Conversely, with shorter strings or longer scale, the tension and the vibration frequency are higher since the string acquires rigidity. When this happens, the pitch rises. This is the reason why we tighten the strings to generate higher notes.
New strings are more resilient than old strings and need to be adapted from the original “resting” position they had in their packaging. This explains why they struggle to get accustomed to their new straightened/tensioned status. For this reason, the perceived sound of the new strings will have remarkable overtones, adding to the brightness that new strings usually have, and will moreover lose its tuning often.
You may opt to force the break-in or let the strings sort themselves out while you play them. Depending on the playing rate, the process would take from hours to a few weeks. Progressively, the new strings will get used to the tension, keep their tuning longer, and slowly lose their top-end brightness.
For manual break-in, there are several different methods to speed up the process. Note that these strategies will only fix tuning issues and will play a negligible role in altering tone:
This has been covered in another writing but bears repeating. Manually stretching the guitar strings will really help them attain the proper tension rather quickly.
To do this, lift the strings gently, starting from the 12th fret, using the thumb to push the string slightly against the fretboard (to avoid popping the string out of the nut slot). Repeat this process in two more positions above the 12th fret until reaching the 5th approximately.
During this process, the string should detune. Re-tune and repeat the process one or two more times, or until the strings have finally broken in and adopted their new position (in which case, they will gain pitch stability).
This method will use the tuning pegs instead of the fingers. It consists of tightening and loosening the strings slightly above and below the optimal intonation not to cause them to break (the wrong way).
- Tune the strings a bit over the intended tuning so as to apply a bit more tension than the standard (a half-tone higher should be enough).
- Play for around three minutes in the most aggressive way possible, until the guitar loses its tuning.
- Re-tune again to the same tuning used in step 1.
- Leave the guitar for over 10 minutes without playing.
- Re-tune the strings but at a lower tune than planned, and work your way up, progressively adding tension.
- Play the guitar normally and re-tune strings whenever necessary.
Once again, these methods will not immediately fix the strange bright sound. This problem will sort itself out after various plays. It's the only way to smooth out the original hardness.
However, the tuning problem should be fixed after these methods were employed. If that isn't the case, you'll need to check your rig setup to ensure that there are no issues with the neck, the bridge, the tuning peg, or the nut slots.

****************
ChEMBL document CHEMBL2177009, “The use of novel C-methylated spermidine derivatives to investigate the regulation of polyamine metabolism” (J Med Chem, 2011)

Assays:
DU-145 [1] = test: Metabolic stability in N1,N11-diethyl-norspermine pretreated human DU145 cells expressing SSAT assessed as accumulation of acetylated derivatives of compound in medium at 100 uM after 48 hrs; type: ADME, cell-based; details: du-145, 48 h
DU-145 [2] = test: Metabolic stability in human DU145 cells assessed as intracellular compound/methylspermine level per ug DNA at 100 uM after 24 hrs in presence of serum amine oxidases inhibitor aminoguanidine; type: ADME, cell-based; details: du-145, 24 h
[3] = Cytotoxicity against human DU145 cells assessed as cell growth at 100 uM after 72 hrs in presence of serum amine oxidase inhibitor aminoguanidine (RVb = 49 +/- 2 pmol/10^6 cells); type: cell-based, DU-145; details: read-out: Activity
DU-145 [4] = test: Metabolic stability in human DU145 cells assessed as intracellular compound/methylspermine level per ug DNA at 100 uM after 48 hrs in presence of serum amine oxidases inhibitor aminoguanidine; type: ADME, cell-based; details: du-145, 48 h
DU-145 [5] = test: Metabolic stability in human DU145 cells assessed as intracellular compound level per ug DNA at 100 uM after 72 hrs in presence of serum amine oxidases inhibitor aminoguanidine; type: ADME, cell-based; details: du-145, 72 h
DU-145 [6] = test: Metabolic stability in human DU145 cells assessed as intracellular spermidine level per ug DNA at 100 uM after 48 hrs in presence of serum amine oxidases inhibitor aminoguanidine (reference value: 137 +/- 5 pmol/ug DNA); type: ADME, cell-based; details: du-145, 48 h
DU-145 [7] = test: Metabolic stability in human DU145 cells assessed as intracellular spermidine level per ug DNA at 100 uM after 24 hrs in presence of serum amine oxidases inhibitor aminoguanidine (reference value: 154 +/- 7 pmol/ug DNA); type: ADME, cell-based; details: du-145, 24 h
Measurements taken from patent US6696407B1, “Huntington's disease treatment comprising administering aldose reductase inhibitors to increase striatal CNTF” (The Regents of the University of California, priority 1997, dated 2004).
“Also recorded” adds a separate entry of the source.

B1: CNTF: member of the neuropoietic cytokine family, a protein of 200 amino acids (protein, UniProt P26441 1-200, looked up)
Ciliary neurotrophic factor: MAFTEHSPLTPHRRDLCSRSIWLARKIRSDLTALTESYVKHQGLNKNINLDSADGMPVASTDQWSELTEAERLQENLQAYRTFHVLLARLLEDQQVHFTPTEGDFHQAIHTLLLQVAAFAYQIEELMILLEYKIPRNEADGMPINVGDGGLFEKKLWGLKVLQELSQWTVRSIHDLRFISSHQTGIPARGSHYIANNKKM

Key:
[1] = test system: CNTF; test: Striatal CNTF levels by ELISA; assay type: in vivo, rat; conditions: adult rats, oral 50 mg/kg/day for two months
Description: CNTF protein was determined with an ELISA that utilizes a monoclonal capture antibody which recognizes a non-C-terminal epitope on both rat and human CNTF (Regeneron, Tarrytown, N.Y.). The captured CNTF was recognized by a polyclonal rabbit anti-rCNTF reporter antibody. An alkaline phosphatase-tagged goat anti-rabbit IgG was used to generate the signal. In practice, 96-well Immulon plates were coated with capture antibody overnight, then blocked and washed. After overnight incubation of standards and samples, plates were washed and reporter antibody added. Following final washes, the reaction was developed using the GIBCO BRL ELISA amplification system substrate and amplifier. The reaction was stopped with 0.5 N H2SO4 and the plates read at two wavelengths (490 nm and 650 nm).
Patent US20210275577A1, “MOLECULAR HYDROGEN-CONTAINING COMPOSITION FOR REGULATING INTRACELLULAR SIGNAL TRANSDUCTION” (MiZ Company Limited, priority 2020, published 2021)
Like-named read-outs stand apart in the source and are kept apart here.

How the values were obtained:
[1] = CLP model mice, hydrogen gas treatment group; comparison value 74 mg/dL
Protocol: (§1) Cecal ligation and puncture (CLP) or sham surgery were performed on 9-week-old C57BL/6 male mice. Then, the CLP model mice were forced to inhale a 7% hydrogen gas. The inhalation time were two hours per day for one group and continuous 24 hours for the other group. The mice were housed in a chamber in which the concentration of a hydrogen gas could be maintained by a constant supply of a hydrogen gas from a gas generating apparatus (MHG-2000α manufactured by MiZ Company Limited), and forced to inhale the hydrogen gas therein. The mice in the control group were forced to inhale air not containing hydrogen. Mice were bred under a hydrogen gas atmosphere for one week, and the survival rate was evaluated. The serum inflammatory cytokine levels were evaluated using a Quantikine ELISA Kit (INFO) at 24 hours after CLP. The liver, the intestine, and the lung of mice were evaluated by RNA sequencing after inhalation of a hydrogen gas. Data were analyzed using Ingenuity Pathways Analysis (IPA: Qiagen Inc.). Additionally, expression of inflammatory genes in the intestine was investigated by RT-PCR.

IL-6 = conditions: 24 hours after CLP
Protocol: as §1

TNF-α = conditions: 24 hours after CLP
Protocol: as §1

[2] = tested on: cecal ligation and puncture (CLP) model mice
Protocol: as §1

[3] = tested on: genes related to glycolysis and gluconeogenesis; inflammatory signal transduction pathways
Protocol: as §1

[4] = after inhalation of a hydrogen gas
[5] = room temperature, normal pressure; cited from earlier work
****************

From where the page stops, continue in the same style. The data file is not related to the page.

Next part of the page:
These methods apply to both guitar and bass strings. Due to their heavier gauge, Bass strings will not pose as many difficulties, but they will also benefit from stretching and breaking in since they could likewise lose their tuning, albeit with less frequency.
For more information on breaking in guitar strings, check out the following My New Microphone articles:
• How Long Does It Take To Break In New Guitar Strings?
• Why New Guitar Strings Go Out Of Tune Faster Than Old Strings
Other Factors That Affect The Tone Of Guitar Strings
So we know that a new set of strings will sound brighter than an old set of strings assuming both sets are the same product (type, gauge, brand, etc.). Generally speaking, it's also the case that new strings will sound brighter than old strings regardless of the other differentiators.
That being said, it's worth considering the other factors that affect the tone of guitar strings beyond the age and wear and tear. The factors are:
Gauge: heavier gauge strings tend to sound darker and offer more sustain. Lighter gauge strings tend to be brighter and offer less sustain.
To learn more about string gauge, check out the following My New Microphone articles:
• Should I Use Light, Medium Or Heavy Gauge Guitar Strings?
• Should I Use Light Or Heavy Gauge Bass Guitar Strings?
• Are Lighter/Thinner Gauge Guitar Strings Easier To Play?
• Do Heavier/Thicker Gauge Guitar Strings Stay In Tune Better?
Core: steel strings tend to sound brighter, while nylon strings tend to sound milder.
Winding: roundwound strings tend to be brighter than flatwound strings.
For more information on string winding, check out my article Flatwound Guitar Strings Vs. Roundwound Guitar Strings.
• Steel tends to sound bright (common with electric guitar strings)
• Nickel tends to sound warm (common with electric guitar strings)
• Brass tends to sound bright (common with acoustic guitar strings)
• Bronze tends to sound warm (common with acoustic guitar strings)
• Nylon tends to sound warm (common with classical guitar strings)
Article related to string material:
• Can I Play Nylon Strings With A Pick Without Damaging Them?
Coating: coating will typically reduce the overall brightness and volume of the guitar tone. However, they will offer a more consistent tone over time since they help to protect against oxidization.
Have any thoughts, questions or concerns? I invite you to add them to the comment section below! I'd love to hear your insights and inquiries and will do my best to add to the conversation. Thanks!
This article has been approved in accordance with the My New Microphone Editorial Policy.